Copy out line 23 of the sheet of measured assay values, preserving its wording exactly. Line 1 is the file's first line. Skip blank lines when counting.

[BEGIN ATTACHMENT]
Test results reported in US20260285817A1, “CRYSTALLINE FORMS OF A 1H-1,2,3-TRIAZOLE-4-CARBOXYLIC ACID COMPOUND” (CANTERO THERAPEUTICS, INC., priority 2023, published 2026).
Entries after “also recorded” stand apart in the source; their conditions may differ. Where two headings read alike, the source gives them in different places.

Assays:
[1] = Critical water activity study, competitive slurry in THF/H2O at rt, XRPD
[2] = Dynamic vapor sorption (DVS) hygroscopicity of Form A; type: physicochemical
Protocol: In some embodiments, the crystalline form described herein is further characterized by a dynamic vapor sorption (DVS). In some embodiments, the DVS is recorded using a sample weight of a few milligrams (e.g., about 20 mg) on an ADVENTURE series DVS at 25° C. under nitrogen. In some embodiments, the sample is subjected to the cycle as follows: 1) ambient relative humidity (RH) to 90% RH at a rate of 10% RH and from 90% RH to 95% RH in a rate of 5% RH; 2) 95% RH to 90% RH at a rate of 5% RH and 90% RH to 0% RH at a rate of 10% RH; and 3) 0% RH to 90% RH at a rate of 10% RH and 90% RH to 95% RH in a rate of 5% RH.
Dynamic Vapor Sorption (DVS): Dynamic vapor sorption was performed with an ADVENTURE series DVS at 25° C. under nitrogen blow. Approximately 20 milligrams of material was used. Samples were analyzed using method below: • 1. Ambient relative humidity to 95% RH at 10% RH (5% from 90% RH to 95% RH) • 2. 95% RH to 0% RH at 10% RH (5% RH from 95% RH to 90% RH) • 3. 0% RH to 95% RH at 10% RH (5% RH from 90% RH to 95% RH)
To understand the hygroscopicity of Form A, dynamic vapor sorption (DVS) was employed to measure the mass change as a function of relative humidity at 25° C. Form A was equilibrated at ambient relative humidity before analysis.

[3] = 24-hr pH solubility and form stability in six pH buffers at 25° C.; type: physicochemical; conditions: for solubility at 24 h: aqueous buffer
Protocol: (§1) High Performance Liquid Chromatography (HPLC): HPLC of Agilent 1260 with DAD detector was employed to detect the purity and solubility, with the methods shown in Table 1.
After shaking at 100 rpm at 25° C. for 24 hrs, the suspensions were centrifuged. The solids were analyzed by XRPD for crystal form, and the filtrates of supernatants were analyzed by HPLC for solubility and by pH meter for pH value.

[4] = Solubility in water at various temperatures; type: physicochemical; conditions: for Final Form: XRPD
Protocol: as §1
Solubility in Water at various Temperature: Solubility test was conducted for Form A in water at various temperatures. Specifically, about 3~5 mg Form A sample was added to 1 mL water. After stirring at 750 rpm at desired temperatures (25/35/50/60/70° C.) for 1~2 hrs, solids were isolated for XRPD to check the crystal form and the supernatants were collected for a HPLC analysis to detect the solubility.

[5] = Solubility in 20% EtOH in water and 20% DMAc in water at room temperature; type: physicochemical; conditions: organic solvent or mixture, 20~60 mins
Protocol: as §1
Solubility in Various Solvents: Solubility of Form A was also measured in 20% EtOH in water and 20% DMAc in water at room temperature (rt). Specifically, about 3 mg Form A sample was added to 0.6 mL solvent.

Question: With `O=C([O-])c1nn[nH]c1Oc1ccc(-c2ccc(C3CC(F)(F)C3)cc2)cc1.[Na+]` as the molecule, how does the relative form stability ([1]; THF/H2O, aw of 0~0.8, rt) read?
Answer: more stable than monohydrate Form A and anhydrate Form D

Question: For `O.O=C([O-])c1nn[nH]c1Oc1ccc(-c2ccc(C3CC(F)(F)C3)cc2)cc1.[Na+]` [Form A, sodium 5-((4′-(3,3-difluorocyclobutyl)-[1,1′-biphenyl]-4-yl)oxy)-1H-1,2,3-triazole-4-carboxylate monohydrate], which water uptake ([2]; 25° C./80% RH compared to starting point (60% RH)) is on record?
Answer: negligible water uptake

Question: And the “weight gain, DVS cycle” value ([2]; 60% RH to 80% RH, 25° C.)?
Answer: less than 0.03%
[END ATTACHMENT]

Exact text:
Answer: less than 0.03%